Sunday, June 11, 2000

Bank heists soar from '99

City tops last year's final tally

By Jane Prendergast
The Cincinnati Enquirer

        A recent string of bank robberies ranks Cincinnati third in heists among Ohio's major cities this year.

        And the Queen City is second only to Dayton in pace, with robbers in less than six months sending the number over last year's total. That's contrary to Cleveland and Akron, where fewer robberies have taken place this year than as of this time in 1999.

        “It's just sheer luck,” said Tom Campbell, an agent in the FBI's Akron office. “It depends on where they go.”

        Several cities around the country are experiencing dramatic rises this year in heists. The spikes are occurring despite a steady decline nationally in the federal crime.

        Cincinnati-area investigators were working eight bank robbery cases this time last year. Now, they have 33, more than the 28 they investigated in all of 1999. Cincinnati's lowest number in recent years was nine, in 1994. Authorities have made arrests in seven of this year's robberies.

        Officials in Dayton were concerned enough to organize a task force to target all armed robberies after noticing that many of the bank robbers were hitting other establishments, too, said Cincinnati FBI spokesman Ed Boldt.

        Robbers have hit 45 banks there in 2000, up from 34 this time last year. In Columbus, where totals usually surpass those of Dayton and Cincinnati, the current number is 37, compared with 48 for the same time period in 1999. Cleveland is down, too — 25 so far, compared with 35 for same time last year and 106 for all of last year and 71 in 1998.

        That's a far cry from the figures in places such as Los Angeles, which is again living up to its reputation as the nation's bank robbery capital. After years of declining numbers, robbers there this year had hit 267 times as of the end of May — almost a 20 percent increase over the 229 this time last year.

        “But it's not to say that by the end of the year, it won't level out,” said Cheryl Mimura, spokeswoman for the FBI in Los Angeles. “We hope it does.”

        Until now, the city experienced declines since 1992, when robbers hit 2,641 times. Last year's number was 639.

        Investigators in Dallas are busy, too: 71 so far this year, compared with 83 in all of 1999.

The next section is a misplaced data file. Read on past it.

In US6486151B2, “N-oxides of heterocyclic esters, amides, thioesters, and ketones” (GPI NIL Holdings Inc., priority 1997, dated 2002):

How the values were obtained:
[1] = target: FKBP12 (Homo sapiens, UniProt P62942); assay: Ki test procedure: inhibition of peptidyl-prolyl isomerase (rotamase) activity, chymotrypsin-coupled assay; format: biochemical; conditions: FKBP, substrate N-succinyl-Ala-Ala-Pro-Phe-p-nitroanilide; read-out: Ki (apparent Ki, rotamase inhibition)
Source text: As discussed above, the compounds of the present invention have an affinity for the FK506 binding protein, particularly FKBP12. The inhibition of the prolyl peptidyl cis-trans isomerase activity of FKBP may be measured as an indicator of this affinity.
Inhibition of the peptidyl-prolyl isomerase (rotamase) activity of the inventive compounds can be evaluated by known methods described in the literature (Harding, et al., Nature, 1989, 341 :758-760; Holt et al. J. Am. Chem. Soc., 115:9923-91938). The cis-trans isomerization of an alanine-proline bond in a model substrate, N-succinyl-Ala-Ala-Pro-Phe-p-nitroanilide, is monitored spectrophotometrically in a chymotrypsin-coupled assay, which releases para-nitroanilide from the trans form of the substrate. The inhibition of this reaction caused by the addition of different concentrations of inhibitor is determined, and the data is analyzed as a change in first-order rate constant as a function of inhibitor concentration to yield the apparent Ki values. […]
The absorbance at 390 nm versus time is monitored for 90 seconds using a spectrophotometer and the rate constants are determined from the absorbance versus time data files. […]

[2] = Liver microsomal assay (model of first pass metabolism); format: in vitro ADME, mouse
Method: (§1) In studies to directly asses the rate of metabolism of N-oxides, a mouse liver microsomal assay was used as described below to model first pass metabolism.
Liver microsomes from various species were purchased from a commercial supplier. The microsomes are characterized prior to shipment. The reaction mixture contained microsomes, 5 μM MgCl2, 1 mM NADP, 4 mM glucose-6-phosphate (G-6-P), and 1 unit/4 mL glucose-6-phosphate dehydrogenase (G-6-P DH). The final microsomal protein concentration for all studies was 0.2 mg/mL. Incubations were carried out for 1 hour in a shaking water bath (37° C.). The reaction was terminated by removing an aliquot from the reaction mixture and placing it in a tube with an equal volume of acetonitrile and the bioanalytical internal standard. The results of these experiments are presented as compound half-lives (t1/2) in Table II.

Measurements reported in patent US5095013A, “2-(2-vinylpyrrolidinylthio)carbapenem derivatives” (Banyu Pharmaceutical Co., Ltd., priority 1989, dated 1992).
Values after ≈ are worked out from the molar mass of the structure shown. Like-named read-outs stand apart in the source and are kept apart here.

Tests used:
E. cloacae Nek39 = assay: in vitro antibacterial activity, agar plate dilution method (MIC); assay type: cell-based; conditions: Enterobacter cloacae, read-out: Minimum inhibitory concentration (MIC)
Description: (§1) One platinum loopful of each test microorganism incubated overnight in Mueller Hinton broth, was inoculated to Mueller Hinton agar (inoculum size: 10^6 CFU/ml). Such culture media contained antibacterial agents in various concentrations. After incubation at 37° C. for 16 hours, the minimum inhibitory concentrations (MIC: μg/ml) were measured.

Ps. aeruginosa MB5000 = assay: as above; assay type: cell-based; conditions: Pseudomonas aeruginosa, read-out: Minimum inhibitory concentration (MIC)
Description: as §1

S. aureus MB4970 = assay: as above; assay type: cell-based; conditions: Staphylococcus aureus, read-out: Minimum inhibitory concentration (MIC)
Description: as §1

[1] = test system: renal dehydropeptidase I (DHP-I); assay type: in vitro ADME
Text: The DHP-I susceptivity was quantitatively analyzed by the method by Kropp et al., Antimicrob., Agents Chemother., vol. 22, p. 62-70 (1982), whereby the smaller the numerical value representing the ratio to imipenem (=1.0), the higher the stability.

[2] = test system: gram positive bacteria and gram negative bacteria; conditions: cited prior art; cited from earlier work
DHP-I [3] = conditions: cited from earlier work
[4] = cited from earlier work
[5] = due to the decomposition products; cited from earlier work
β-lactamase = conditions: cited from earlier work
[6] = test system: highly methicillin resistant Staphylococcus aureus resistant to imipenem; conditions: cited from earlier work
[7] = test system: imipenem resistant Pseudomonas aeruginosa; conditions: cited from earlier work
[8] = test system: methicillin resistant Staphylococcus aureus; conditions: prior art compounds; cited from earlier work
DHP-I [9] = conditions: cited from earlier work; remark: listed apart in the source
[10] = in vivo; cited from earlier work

Among officials' theories for the increases: more drug abuse, leaving more robbers with habits to feed; and pat terns in investigative work.

        “What you see with bank robberies is that they do it over and over again until they're caught,” said Robert Hawk, spokesman for the FBI in Cleveland. “We saw a big decline in 1997 because we caught a lot of people in 1996.”

        Los Angeles agents offer another idea. Ms. Mimura said many robbers arrested years ago are beginning to get out of prison, only to rob again.

        The one factor backed by FBI statistics is drugs. Of the more than 5,800 robbers identified in 1998 robberies nationally, 49 percent of them were determined to be narcotics users. Fewer than 1 percent had been previously convicted of bank robbery.

        Financial institutions in the United States were robbed almost 8,000 times in 1998, the latest year for which complete FBI figures are available. That's down from 8,420 the year before and 8,383 in 1996. The decline began in 1992.

        Nothing was taken in 659 of the 1998 incidents. In the others, however, the institutions lost almost $80 million worth of property, virtually all cash or checks. Investigators recovered at least some of the stolen loot in 1,542 of the heists, for a total of $17.6 million.

        Bank experts constantly re-evaluate security systems, said Paul Bresson, spokesman at FBI headquarters in Washington, D.C. He said some financial institutions are switching from surveillance video to film — a more expensive alternative, but one that offers better-quality pictures.

        Ohio led the region in bank robberies in 1998, with 329. Numbers in Kentucky and Indiana were significantly lower, 83 and 93, respectively.

        No Northern Kentucky institutions have been robbed this year. The last heist there took place in November. The FBI there, however, is trying to track Average Joe, the man blamed for 17 robberies in Greater Cincinnati, Louisville and Lexington since February 1998.

        • The robbers: Disguises make it impossible for the FBI to know the race and gender of all 10,000 robbers in the nearly 8,000 heists that took place across the country in 1998. But in the ones where descriptions were possible, more than 9,000 were men and more than 500 were women.

        • The motive: Agents were able to identify more than 5,800 of the robbers involved. Of those, almost half were determined to be drug users. Fewer than 1 percent had previous convictions for bank offenses.

        • The customers: Seventy-one were taken hostage during the 1998 heists. Thirty were hurt, none killed. The robberies were most dangerous for the perpetrators — 23 died.

        • The timing: The most popular robbery day and time: Friday between 9 and 11 a.m. Source: FBI


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